Greener Taxis Plan on the Road
Plans to improve air quality in the area by supporting the use of “greener taxis” have received backing from the Government.
It has awarded more than £780,000 to three councils for the creation of up to 30 charge points for ultra-low emission taxis in Newcastle-under-Lyme, Stoke-on-Trent and Stafford.
Newcastle-under-Lyme Borough Council, Stoke-on-Trent City Council and Stafford Borough Council hope that the money, from the Taxi Infrastructure Investment Fund, will buy 10 rapid electric vehicle chargers for each area, resulting in an extensive network of charging infrastructure for cross boundary journeys and those between urban and rural areas.
There are currently 2,071 licensed private hire vehicles and 466 licensed Hackney carriages operating in the three areas, serving a population of 500,000 people. Only four per cent are hybrid cars or use alternative fuels. The Government wants all new cars and vans to be effectively zero emission by 2040.
Newcastle Council Leader Simon Tagg said: “I welcome this funding from the Government. Taxis provide a valuable service to the public and are on the roads day and night so this has the potential to make a massive difference to air quality and residents’ health.
“It aims to give taxi operators the confidence to switch from traditional, diesel-powered vehicles to electric cars. This would improve the quality and availability of licensed vehicles and lead to a wider uptake beyond taxis in the long-term.
“Electric vehicles have a long range and fast refuelling capabilities so the availability of another 10 chargers in Newcastle is fantastic news and offers greater choice for the licensed taxi trade. The announcement is particularly timely as the councils are facing major challenges to improve and sustain improvements in air quality.”
The announcement supports work already underway by the Borough Council and City Council to improve local air quality and achieve compliance with a Ministerial Direction as early as possible following exceedances of nitrogen dioxide levels along a section of the A53.
The councils must develop a preferred policy and cost-benefit assessed options for action by the end of October 2019 at the latest against the default position of a Clean Air Zone (CAZ). The study is expected to cost around £500,000 and is being funded by the Government.
While CAZs without a charging scheme are possible, compliance in some areas of North Staffordshire could be achieved by introducing an element of charging for some road users to remove vehicles from the “hot spot” locations, subject to further exploration.
A working group involving staff from both councils has been set up to oversee the project.
Meanwhile, the Borough Council is consulting on taxi licensing proposals to incentivise the uptake of electric vehicles by extending the upper age limit that they can be licensed until, in recognition of the greater upfront cost, as part of its draft taxi licensing policy.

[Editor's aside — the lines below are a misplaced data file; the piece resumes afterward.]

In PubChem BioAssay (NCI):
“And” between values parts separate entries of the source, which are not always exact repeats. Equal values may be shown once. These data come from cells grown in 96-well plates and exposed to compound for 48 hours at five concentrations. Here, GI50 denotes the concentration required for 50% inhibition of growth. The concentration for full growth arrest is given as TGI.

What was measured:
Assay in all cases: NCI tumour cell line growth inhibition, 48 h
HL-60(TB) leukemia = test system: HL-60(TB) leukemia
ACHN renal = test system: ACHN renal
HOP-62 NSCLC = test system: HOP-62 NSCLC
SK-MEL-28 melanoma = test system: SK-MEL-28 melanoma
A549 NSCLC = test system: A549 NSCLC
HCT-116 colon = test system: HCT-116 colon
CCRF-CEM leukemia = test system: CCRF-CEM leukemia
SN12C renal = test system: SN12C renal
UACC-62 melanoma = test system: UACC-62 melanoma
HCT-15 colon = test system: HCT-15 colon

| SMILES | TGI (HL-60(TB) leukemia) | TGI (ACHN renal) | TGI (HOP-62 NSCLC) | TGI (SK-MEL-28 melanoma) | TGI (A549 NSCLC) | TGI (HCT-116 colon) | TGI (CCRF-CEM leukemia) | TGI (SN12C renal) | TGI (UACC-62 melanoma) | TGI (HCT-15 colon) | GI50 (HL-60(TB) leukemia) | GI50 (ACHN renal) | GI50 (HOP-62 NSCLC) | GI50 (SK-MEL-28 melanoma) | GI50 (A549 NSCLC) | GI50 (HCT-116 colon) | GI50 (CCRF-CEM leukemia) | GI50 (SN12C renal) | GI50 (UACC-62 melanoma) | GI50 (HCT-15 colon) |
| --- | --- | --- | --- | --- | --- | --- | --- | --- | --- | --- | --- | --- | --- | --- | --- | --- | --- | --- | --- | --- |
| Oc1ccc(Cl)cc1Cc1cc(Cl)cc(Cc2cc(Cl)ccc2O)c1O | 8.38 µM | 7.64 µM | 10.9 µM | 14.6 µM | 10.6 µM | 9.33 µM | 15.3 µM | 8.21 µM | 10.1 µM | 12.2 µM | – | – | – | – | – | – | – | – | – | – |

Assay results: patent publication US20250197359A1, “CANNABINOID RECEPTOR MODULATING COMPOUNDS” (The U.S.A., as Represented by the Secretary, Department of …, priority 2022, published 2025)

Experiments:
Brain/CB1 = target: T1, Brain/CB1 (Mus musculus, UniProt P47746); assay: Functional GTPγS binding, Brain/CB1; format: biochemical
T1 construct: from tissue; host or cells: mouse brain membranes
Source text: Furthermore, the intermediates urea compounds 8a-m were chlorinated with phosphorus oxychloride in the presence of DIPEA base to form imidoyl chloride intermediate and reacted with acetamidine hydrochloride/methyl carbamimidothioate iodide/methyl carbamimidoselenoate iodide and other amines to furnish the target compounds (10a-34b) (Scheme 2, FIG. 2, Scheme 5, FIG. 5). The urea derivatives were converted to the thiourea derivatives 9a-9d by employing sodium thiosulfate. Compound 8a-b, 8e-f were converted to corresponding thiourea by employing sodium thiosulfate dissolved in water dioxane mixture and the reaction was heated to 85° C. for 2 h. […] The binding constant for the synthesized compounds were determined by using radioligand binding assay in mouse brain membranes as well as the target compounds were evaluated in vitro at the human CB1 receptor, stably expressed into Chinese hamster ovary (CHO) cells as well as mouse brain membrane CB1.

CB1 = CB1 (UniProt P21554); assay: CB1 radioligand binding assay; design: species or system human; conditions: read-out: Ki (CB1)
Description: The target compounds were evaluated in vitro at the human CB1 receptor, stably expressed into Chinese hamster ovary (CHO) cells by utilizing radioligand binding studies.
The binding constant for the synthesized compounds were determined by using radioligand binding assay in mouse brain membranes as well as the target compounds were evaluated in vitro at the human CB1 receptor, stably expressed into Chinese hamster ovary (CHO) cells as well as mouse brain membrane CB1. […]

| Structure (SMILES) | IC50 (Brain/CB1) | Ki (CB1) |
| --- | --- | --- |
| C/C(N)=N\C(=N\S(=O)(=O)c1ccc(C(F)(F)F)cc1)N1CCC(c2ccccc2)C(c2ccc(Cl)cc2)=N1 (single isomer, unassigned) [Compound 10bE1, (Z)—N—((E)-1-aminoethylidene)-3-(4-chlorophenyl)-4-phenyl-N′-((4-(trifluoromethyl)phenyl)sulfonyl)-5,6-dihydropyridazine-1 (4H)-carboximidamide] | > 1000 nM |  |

Cllr. Trevor Johnson, Borough Cabinet member for environment and recycling, said: “The deadlines we are facing to get this project moving forward are very tight because this is a complex and difficult problem.
“But the Department for Environment, Food and Rural Affairs (DEFRA) has made it clear that our country has to take action when nitrogen dioxide emissions – mainly generated by vehicles on our roads – are at such levels that they pose a hazard to public health.
“The Borough Council has serious concerns about a Clean Air Zone and will be requesting the support of MP Paul Farrelly to take these with up with Central Government. CAZ charging for various types of vehicles is likely to significantly affect the taxi trade and our residents.”
Councillor Anthony Munday, Stoke-on-Trent City Council cabinet member for greener city, development and leisure, said: “Our three councils bid together for this government funding, and we are pleased to have secured the money. We are serious about making Stoke-on-Trent a sustainable energy, smart city. We’re developing a district heat network to power homes and businesses, and our plans to improve public and sustainable transport have been shortlisted for government Transforming Cities Fund money.
“We recognise the challenges that the area faces in reducing emissions and improving air quality. This government funding will be used to create 10 rapid charge points for taxis so that they can be 80 per cent charged in around 30-40 minutes. This is about improving the infrastructure so that more electric taxis can operate in the city. We are looking at ways to improve the number of charge points for public use too. We will be looking at the key locations to install these charge points and working with taxi operators and businesses as we develop these plans.”
Another project includes an engine retrofit scheme on buses travelling through Basford Bank, from Sandy Lane in Newcastle towards Festival Park, as part of a separate Ministerial Direction served on the Borough Council. This is one of the worst polluting routes in the area and currently involves vehicles run by First Bus on its 3, 4 and 4a routes.
Air Quality Management Areas (AQMA) have been declared where nitrogen dioxide levels exceed or are close to legal limits. In Newcastle this affects the M6 at Madeley, Newcastle town centre up to and including Etruria Road, Liverpool Road, Kidsgrove, and the road running through May Bank, Wolstanton and Porthill. Stoke-on-Trent was declared an AQMA in 2006.
Last updated 8 February 2019